Dowry: A Cherished Possession
or an Old-Fashioned Tradition
in a Modernizing Society?
Özlem Sandikci and B. Ece Dhan
Tradition and modernity are generally viewed as polar opposites in classical sociological thinking. According to the linear model of development (e.g., Lerner 1958; Rostow, 1960), as societies modernize, tradition gradually loses its significance and its role as a support mechanism. An important assumption in this model of change is that traditions are impediments to the development of a modern society and are things of the past. It is now clear, however, that neither traditional societies are homogeneous and static structures, nor are tradition and modernity mutually exclusive systems. There is an increasing awareness that the old is not necessarily replaced by the new, and the outcome of the fusion of modern and traditional forces is often a hybrid formation, rather than clash of opposites.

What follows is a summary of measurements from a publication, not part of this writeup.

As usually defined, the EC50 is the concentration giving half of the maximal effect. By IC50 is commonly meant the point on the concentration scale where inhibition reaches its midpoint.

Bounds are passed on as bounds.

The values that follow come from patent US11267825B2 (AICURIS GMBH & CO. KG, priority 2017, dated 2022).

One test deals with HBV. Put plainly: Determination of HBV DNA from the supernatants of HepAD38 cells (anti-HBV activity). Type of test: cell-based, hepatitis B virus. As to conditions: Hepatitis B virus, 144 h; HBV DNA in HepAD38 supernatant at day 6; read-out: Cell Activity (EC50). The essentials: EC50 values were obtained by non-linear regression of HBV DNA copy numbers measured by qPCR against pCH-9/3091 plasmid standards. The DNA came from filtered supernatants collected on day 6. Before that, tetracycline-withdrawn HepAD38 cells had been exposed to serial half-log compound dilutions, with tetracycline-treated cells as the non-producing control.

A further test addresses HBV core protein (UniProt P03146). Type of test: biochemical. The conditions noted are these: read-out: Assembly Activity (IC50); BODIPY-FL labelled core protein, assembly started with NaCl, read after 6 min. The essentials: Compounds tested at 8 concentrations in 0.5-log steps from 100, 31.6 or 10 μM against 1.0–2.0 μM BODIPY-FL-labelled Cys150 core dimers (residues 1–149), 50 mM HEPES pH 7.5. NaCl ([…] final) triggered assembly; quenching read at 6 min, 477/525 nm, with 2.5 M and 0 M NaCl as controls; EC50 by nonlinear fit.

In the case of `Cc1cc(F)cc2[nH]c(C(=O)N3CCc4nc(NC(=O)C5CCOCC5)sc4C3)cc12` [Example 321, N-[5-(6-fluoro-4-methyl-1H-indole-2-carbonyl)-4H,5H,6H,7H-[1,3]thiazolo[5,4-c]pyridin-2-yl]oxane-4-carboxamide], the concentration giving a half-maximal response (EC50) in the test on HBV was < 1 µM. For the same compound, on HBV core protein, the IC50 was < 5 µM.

The notion of “detraditionalization” appears, at first glance, as a reiteration of the tradition/modernity polarity but offers some important differences. Beck and Giddens, among other advocates, argued that at the early stages of modernization, many institutions depend heavily on traditions characteristic of premodern societies. But moving toward advanced phases of modernity—“reflexive modernization” in Beck's (1992) terms and “high” or “late” modernity in Giddens's (1991) terms—the role of existing traditions as support mechanisms for social activity become increasingly undermined. This does not mean that traditions altogether disappear in the modern world, but that their statuses change. No longer unquestionably true and taken for granted, they become subject to public debate, reinterpretation, and renewal. Thompson (1996) argued that in the modern world traditions lose their normative authority but retain their role as a means of making sense of the world and as a way of creating a sense of belonging. However, whereas traditions retain their significance, they become “uprooted from the shared locales of everyday life” and “are continuously re-embedded in new contexts and re-moored to new kinds of territorial units” (Thompson, 1996, p. 94). Mediated in-